San Francisco is being eroded by waves of cash flowing north from Silicon Valley. Recent evictions of long-time San Francisco residents, outrageous rents and home prices, and blockaded "Google buses" are only the tip of the iceberg. James Tracy's book focuses on the long arc of displacement over almost two decades of "dot com" boom and bust, offering the necessary perspective to analyze the latest urban horrors.
A housing activist in the Bay Area since before Google existed, Tracy puts the hardships of the working poor and middle class front and center. These essays explore the battle for urban space—public housing residents fighting austerity, militant housing takeovers, the vagaries of federal and state housing policy, as well as showdowns against gentrification in the Mission District. From these experiences, Dispatches Against Displacement draws out a vision of what alternative urbanism might look like if our cities were developed by and for the people who bring them to life.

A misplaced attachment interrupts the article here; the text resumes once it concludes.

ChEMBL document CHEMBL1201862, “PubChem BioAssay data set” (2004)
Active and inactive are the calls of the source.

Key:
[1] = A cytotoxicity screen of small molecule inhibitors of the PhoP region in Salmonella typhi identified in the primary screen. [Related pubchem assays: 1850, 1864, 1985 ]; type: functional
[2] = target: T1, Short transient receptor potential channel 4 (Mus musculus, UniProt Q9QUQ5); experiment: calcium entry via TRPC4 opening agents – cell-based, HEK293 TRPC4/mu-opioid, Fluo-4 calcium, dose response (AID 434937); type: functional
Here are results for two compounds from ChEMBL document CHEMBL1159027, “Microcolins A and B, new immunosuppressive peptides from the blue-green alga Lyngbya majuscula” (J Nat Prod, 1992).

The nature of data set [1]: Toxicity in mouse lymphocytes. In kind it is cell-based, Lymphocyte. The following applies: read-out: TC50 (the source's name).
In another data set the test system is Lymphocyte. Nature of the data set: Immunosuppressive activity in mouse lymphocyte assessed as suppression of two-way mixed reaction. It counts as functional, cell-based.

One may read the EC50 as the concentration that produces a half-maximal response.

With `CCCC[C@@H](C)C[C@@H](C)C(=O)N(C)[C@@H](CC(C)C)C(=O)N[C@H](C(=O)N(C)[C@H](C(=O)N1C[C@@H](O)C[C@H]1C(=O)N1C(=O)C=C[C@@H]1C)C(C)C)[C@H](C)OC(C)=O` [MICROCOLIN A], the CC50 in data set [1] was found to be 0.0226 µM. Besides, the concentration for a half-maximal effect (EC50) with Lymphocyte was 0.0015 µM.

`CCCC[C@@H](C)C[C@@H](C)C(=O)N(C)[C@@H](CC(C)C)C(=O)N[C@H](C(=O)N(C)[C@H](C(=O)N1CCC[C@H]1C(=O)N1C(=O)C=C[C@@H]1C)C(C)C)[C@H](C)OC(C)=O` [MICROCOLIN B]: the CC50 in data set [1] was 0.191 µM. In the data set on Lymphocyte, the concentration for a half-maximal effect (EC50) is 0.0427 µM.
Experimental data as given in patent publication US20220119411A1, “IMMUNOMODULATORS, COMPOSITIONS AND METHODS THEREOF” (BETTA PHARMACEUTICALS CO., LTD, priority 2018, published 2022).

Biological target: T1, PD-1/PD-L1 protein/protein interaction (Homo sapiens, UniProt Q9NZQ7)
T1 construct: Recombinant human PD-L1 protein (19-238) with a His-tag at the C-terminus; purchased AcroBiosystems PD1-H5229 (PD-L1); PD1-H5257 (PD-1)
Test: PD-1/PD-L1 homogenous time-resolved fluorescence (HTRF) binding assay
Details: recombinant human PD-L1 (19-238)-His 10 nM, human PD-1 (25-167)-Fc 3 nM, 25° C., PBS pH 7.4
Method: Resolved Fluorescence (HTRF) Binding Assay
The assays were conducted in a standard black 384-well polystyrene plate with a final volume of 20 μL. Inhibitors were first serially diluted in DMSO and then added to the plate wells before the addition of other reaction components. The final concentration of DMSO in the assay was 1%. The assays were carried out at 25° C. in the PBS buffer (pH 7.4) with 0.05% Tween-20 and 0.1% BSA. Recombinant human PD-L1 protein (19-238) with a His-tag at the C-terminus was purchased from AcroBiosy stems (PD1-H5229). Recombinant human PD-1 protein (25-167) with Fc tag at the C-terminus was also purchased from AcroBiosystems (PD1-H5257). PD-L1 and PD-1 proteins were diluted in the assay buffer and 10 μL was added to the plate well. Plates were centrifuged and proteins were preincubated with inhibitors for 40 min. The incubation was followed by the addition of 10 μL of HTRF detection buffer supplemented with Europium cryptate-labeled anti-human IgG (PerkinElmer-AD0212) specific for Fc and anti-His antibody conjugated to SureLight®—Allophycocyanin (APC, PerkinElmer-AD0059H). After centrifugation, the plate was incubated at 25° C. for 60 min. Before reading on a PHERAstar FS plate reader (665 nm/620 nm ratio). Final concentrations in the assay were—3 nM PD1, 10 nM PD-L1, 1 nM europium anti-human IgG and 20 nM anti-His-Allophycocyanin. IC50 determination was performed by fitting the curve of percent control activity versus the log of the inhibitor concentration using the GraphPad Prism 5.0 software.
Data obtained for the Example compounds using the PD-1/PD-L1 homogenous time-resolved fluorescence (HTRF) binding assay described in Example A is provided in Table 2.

James Tracy is a Bay Area native and a well-respected community organizer. He is co-founder of the San Francisco Community Land Trust (which uses public and private money to buy up housing stock and take it out of the real estate market), as well as a poet and co-author of Hillbilly Nationalists, Urban Race Rebels, and Black Power.